Average property value drop in Dubai at 30%
Complex Made Simple

Average property value drop in Dubai at 30%

Average property value drop in Dubai at 30%

The average downturn in Dubai's property market is hovering at 30%, according to Christopher Sims, COO of Gulf Housing, but within three years developers will be talking about 'mega projects' again.

    Speaking at Meed magazine's Dubai Mega Projects conference, Sims said that although the current price upheaval was swifter and sharper than investors and developers had anticipated, it was still part of regular real estate cycles.

    'Real estate goes through a seven or eight year cycle, we are at the bottom at the moment, but we will go up again, that's certain,' Sims told delegates.

    'Three years from now we will be talking about mega projects again. Prices will go up, property is a solid investment – there is nowhere in the world where you can buy anything for what it cost 10 years ago.'

    Although prices would begin to rise slowly once the market hit bottom, the market fundamentals would see more developers being pushed out of the market.

    That more would be forced to close within the next few months was highlighted by the fact that the average time length for clients not being paid had risen to between six and nine months, with some owed anything from Dhs250m to Dhs800m, according to figures revealed by Trowers and Hamlins.

    'Many developers did little or no market research – or didn't examine it if they did. They thought that it would go on and on,' said Sims. 'People are looking for quality developments now, not places in the middle of the desert with no infrastructure. You have to face reality, some projects are going to disappear.'

    Project cancellations


    'The key benefit is that weaker players are going to disappear,' agreed Ian Ohan, Regional Director and head of investment transactions at Jones Lang Lasalle. 'Around 50% of residential and commercial projects scheduled for completion in 2009 to 2012 have been cancelled or put on hold.'

    The cancellation of projects has paralleled the anecdotal evidence of an exodus of expatriate workers from Dubai. 'UBS figures predict that the numbers of expats could fall by 160,000 by 2010,' said Ohan. 'It's going to get worse before it gets better.'

    Ohan added that developers were likely to face further difficulties, as investors in offplan developments were either in danger of defaulting, or worried by the impact that defaults would have on project completion: 'People who bought off plan in the last 18 months bought at prices that were likely to be over-inflated. Faced with a depreciation in asset value before even completion, many will be considering cutting their losses and defaulting – which in turn enhances the fear factor of the impact of defaults on projects underway for the remaining investors.'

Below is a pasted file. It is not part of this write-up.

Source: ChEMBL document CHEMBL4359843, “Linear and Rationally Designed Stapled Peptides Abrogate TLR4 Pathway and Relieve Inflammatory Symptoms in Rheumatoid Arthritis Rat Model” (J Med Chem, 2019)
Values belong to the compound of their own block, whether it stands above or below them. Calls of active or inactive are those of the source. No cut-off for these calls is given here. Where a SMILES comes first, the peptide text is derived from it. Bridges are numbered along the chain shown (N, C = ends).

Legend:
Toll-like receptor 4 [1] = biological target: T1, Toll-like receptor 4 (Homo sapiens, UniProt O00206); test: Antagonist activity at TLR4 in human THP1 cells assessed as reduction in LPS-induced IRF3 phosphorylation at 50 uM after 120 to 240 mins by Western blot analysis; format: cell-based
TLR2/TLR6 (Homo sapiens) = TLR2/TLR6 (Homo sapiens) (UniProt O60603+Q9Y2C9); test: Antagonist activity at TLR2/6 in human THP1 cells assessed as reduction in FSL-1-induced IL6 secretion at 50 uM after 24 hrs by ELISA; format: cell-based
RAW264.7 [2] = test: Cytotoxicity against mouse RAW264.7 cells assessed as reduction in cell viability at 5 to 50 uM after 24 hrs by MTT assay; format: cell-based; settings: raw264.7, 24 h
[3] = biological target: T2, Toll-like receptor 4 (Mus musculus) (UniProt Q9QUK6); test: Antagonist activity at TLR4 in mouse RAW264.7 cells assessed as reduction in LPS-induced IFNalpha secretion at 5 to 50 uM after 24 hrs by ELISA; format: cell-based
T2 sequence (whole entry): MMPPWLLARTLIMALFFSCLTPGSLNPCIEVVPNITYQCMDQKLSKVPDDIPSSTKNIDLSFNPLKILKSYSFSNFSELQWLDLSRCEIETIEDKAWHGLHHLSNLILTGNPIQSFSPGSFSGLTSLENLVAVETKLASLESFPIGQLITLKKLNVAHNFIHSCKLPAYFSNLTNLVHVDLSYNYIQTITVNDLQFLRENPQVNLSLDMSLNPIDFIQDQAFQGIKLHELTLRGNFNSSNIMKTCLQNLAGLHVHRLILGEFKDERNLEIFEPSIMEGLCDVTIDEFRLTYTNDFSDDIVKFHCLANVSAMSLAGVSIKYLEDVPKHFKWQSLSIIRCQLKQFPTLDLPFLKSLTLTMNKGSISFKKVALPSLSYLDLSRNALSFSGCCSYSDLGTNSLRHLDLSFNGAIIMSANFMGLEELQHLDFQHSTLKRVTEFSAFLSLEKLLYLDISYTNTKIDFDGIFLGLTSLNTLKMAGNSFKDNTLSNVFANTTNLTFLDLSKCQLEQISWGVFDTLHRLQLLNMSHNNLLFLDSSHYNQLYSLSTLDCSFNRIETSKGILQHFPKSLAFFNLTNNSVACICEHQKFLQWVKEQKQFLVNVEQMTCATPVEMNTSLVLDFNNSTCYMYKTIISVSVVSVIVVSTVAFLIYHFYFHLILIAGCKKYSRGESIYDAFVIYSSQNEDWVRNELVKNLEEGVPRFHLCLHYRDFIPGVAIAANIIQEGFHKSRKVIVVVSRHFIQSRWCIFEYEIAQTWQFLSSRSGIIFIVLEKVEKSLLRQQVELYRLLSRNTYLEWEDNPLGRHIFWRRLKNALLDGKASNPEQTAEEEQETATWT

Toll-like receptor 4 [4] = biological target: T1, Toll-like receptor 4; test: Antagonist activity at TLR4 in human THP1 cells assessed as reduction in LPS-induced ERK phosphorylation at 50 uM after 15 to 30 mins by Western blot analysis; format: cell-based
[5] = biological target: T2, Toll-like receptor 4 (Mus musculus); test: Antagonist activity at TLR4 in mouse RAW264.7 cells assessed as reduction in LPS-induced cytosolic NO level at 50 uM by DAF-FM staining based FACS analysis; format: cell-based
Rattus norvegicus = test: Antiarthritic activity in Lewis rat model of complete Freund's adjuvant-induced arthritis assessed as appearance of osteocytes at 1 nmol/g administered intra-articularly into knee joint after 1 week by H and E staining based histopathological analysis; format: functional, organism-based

'We believe that 2009 will be a year of correction, 2010 will be the year of stabilisation and that 2011 will be the year of recovery.'

    Willing investors


    Despite the seeming lack of transactions in the property market, there are investors waiting in the wings, although the attractiveness of opportunities is based on Dubai regaining its 'value for money' factor.

    'If prices do adjust and Dubai does become competitive, then the appeal is definitely still there,' said Ohan. 'Investors are there, but for now they are looking at niche deals; industrial, healthcare, labour accommodation, education, smaller cash plots – things like that.'

    Cirrus Developments recently announced the creation of a fund to acquire distressed assets and companies, and Gulf Housing is also one of the companies looking to spend in the market. 'We are cash rich,' said Sims, 'we are in the market for acquisition – we are just waiting for prices to return to reasonable levels.'
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    AMEinfo Staff

    AMEinfo staff members report business news and views from across the Middle East and North Africa region, and analyse global events impacting the region today.

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